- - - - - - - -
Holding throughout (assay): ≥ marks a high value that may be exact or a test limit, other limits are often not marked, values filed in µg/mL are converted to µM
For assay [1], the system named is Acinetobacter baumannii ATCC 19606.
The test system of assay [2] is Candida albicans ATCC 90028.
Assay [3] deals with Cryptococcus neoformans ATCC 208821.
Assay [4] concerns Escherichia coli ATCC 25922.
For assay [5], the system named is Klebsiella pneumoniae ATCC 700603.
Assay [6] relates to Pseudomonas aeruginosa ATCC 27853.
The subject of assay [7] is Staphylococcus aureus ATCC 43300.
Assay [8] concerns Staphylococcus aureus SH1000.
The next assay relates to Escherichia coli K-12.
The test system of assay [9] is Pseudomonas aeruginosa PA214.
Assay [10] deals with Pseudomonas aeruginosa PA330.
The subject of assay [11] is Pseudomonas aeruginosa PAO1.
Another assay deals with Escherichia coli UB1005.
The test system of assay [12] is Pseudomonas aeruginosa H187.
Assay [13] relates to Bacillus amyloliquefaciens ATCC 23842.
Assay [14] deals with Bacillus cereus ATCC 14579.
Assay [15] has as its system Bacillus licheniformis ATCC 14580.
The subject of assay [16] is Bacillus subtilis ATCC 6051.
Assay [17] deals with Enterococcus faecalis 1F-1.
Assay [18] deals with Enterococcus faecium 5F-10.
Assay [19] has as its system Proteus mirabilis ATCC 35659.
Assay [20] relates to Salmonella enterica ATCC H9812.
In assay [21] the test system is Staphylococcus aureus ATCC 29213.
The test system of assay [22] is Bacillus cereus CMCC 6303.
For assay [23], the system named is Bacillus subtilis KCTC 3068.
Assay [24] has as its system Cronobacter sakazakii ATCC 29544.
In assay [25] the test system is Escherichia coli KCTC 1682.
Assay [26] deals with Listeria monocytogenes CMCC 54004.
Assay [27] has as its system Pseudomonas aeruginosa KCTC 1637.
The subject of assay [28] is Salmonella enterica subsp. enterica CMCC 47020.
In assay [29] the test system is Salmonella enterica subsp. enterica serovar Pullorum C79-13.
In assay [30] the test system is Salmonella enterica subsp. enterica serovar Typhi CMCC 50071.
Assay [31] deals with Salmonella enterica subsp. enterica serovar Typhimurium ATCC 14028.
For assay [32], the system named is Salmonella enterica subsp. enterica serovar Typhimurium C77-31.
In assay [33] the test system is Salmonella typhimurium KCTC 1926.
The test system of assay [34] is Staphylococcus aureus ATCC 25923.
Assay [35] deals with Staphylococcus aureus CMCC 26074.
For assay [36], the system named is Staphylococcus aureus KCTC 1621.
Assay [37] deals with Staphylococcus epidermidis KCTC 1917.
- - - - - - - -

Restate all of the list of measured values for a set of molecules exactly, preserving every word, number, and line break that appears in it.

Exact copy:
Holding throughout (assay): ≥ marks a high value that may be exact or a test limit, other limits are often not marked, values filed in µg/mL are converted to µM
For assay [1], the system named is Acinetobacter baumannii ATCC 19606.
The test system of assay [2] is Candida albicans ATCC 90028.
Assay [3] deals with Cryptococcus neoformans ATCC 208821.
Assay [4] concerns Escherichia coli ATCC 25922.
For assay [5], the system named is Klebsiella pneumoniae ATCC 700603.
Assay [6] relates to Pseudomonas aeruginosa ATCC 27853.
The subject of assay [7] is Staphylococcus aureus ATCC 43300.
Assay [8] concerns Staphylococcus aureus SH1000.
The next assay relates to Escherichia coli K-12.
The test system of assay [9] is Pseudomonas aeruginosa PA214.
Assay [10] deals with Pseudomonas aeruginosa PA330.
The subject of assay [11] is Pseudomonas aeruginosa PAO1.
Another assay deals with Escherichia coli UB1005.
The test system of assay [12] is Pseudomonas aeruginosa H187.
Assay [13] relates to Bacillus amyloliquefaciens ATCC 23842.
Assay [14] deals with Bacillus cereus ATCC 14579.
Assay [15] has as its system Bacillus licheniformis ATCC 14580.
The subject of assay [16] is Bacillus subtilis ATCC 6051.
Assay [17] deals with Enterococcus faecalis 1F-1.
Assay [18] deals with Enterococcus faecium 5F-10.
Assay [19] has as its system Proteus mirabilis ATCC 35659.
Assay [20] relates to Salmonella enterica ATCC H9812.
In assay [21] the test system is Staphylococcus aureus ATCC 29213.
The test system of assay [22] is Bacillus cereus CMCC 6303.
For assay [23], the system named is Bacillus subtilis KCTC 3068.
Assay [24] has as its system Cronobacter sakazakii ATCC 29544.
In assay [25] the test system is Escherichia coli KCTC 1682.
Assay [26] deals with Listeria monocytogenes CMCC 54004.
Assay [27] has as its system Pseudomonas aeruginosa KCTC 1637.
The subject of assay [28] is Salmonella enterica subsp. enterica CMCC 47020.
In assay [29] the test system is Salmonella enterica subsp. enterica serovar Pullorum C79-13.
In assay [30] the test system is Salmonella enterica subsp. enterica serovar Typhi CMCC 50071.
Assay [31] deals with Salmonella enterica subsp. enterica serovar Typhimurium ATCC 14028.
For assay [32], the system named is Salmonella enterica subsp. enterica serovar Typhimurium C77-31.
In assay [33] the test system is Salmonella typhimurium KCTC 1926.
The test system of assay [34] is Staphylococcus aureus ATCC 25923.
Assay [35] deals with Staphylococcus aureus CMCC 26074.
For assay [36], the system named is Staphylococcus aureus KCTC 1621.
Assay [37] deals with Staphylococcus epidermidis KCTC 1917.